Re: Decisions we didn't intend to make [Was: Minutes of the meeting (2006-07-31)]

On Tue, 2006-08-01 at 17:06 -0700, Jeff Waugh wrote:

> >    New modules may be accepted into the desktop or admin releases
> >    with a dependency on gtk#/mono, but any modules accepted into
> >    either of those release sets without a dependency on gtk#/mono may
> >    not gain one without going through the proposal process again in a
> >    subsequent release.

This is a rule that will not apply to anything, since existing modules
rarely acquire dependencies on language bindings, if ever.  I'd kill
this rule.

> I am *really* surprised that this decision was made and published, given
> that on numerous occasions it was clearly stated within the team that we
> were *not* going to make a broad decision about Gtk# applications in the
> Desktop suite... Preferring to focus on the question of Tomboy inclusion
> *alone* in this release cycle.

Given that we don't even have rules for the Desktop suite, this is a
blank issue. does
not exist, and yet these pages link to it:

"Should we allow gtk-sharp apps in the Desktop" is the wrong question.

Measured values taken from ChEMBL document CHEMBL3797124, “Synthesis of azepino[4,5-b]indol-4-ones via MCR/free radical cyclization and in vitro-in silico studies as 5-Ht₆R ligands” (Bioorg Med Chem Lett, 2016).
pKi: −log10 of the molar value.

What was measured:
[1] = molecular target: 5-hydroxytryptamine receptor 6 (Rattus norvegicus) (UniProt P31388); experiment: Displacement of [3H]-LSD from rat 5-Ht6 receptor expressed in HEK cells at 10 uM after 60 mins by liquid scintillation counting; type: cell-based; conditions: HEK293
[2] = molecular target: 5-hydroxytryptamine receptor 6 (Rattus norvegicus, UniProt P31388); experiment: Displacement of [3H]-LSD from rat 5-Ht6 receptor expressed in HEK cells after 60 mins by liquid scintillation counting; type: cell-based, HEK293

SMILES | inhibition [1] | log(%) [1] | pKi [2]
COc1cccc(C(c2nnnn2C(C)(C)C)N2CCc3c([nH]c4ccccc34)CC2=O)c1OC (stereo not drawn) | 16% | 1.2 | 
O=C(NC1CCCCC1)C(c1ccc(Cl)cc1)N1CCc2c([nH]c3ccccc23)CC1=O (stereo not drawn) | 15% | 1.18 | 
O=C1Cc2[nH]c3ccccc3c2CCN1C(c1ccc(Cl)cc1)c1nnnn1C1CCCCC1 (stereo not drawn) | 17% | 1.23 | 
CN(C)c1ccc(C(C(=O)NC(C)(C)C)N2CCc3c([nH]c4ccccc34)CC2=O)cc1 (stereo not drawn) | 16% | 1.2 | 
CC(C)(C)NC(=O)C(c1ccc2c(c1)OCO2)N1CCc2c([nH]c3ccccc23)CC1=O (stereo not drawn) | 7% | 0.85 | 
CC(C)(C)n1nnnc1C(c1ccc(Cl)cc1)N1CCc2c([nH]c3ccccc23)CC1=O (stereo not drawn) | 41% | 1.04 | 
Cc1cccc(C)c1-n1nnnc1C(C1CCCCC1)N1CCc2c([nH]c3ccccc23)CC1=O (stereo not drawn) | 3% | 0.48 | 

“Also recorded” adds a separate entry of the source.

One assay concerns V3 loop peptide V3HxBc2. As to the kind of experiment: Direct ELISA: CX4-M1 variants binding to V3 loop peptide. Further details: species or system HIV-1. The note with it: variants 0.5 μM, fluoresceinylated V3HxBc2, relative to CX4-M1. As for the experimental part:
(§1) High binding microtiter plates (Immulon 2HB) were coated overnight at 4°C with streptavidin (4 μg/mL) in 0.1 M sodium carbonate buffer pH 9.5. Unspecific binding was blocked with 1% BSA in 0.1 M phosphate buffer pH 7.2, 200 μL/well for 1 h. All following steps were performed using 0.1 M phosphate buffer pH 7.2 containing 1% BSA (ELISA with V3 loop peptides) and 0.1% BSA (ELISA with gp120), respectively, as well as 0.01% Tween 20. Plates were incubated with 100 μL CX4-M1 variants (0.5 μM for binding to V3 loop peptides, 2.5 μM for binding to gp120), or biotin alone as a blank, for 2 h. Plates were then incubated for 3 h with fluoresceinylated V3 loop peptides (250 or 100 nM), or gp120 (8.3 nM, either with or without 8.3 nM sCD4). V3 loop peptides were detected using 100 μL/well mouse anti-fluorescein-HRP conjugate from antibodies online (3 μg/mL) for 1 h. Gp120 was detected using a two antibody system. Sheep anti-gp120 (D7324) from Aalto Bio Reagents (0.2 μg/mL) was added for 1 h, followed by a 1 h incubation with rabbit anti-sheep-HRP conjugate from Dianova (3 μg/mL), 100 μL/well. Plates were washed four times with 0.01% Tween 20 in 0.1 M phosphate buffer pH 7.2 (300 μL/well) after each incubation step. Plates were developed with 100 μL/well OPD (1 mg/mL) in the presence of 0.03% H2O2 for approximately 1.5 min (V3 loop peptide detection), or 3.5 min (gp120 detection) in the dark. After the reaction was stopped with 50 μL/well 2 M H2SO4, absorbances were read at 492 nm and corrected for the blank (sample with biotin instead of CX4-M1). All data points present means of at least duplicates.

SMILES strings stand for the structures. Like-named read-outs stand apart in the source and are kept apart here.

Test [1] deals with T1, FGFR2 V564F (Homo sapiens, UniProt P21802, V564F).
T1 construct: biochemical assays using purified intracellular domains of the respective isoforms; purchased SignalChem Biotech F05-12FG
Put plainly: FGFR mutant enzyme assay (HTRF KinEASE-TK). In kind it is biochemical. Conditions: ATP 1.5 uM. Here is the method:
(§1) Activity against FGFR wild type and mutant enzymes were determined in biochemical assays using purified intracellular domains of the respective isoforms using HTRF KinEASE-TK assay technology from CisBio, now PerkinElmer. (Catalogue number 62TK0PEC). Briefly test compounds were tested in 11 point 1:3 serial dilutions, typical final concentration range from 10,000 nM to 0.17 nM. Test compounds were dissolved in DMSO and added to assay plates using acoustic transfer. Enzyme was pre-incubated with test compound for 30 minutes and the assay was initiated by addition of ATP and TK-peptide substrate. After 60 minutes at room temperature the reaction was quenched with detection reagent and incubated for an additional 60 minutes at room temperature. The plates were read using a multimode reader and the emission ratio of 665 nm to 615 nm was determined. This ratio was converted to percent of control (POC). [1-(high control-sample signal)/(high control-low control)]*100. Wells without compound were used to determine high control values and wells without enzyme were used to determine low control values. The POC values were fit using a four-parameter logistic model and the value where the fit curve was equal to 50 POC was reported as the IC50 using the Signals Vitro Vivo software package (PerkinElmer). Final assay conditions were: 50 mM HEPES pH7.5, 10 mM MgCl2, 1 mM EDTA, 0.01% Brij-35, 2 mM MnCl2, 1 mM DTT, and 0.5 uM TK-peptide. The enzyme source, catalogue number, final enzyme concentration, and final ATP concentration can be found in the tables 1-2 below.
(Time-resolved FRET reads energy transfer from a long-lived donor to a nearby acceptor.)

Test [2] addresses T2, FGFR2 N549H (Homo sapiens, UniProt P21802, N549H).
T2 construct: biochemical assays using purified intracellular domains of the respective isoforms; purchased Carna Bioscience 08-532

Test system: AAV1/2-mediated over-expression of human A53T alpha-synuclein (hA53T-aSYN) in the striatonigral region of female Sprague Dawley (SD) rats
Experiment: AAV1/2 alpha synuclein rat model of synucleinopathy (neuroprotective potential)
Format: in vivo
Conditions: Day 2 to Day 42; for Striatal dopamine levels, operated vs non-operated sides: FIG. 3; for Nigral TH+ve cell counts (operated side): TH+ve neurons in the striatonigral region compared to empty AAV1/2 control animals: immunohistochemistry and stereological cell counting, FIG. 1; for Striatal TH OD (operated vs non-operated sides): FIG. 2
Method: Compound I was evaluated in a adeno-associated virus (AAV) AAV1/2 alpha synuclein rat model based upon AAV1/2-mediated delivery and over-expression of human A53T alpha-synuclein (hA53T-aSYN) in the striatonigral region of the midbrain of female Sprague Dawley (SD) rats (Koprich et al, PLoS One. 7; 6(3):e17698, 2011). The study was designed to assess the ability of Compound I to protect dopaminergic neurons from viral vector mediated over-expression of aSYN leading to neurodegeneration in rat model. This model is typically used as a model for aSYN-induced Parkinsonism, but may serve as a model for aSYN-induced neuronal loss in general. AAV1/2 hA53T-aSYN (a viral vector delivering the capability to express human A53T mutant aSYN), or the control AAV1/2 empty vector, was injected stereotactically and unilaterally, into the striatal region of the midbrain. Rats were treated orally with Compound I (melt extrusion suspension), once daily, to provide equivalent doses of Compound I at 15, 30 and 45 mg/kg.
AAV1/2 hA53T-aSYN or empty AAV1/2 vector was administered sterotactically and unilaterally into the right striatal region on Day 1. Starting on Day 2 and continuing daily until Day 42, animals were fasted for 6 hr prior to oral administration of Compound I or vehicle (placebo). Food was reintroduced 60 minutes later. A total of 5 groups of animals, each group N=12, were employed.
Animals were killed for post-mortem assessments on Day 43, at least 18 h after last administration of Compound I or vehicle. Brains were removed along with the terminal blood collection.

"Should we allow apps which use the language bindings in the Desktop" is
a valid question, though a very narrow-minded one if you happen to make
it at all ;)  Not allowing the use of bindings in the desktop is more or
less the same as saying that we don't dogfood our software.

[Thought experiments:  What if Tomboy were written in Java+Gnome?  What
if James didn't exist and PyGtk was a fantastic binding with very little
publicity/usage --- and then something awesome like Sabayon came out of
the blue?]

>  I recently sent a long mail to d-d-l in an
> attempt to clarify the situation, and split out all the conflated issues
> that the community was fighting about. I wanted to make it abundantly clear
> that all of these issues can be separated out and *are* different.

That was a good mail.  You reference something from your blog...

        The Developer Platform continues as is, while the Desktop
        becomes the set of modules that define the interfaces — not the
        applications — we provide to everything else running on the
        desktop. Through both, we define what it means to integrate and
        work with GNOME, rather than our current definition of what it
        means to *be* GNOME
... which is pretty vague.  What do you mean by the "interfaces"?  And
"we define what it means to integrate and work with GNOME" --- is that
certification as a checklist of things to do to write Really Nice


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